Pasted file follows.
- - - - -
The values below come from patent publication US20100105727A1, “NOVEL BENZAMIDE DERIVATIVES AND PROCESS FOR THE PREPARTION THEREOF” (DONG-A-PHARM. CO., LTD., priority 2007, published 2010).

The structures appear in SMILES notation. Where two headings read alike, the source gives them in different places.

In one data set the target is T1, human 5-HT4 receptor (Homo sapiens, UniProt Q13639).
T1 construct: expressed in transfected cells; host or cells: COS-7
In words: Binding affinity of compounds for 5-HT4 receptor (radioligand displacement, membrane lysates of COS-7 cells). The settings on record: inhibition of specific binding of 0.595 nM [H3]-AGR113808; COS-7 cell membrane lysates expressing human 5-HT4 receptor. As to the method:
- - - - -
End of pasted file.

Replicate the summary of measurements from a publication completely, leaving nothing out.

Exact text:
The values below come from patent publication US20100105727A1, “NOVEL BENZAMIDE DERIVATIVES AND PROCESS FOR THE PREPARTION THEREOF” (DONG-A-PHARM. CO., LTD., priority 2007, published 2010).

The structures appear in SMILES notation. Where two headings read alike, the source gives them in different places.

In one data set the target is T1, human 5-HT4 receptor (Homo sapiens, UniProt Q13639).
T1 construct: expressed in transfected cells; host or cells: COS-7
In words: Binding affinity of compounds for 5-HT4 receptor (radioligand displacement, membrane lysates of COS-7 cells). The settings on record: inhibition of specific binding of 0.595 nM [H3]-AGR113808; COS-7 cell membrane lysates expressing human 5-HT4 receptor. As to the method: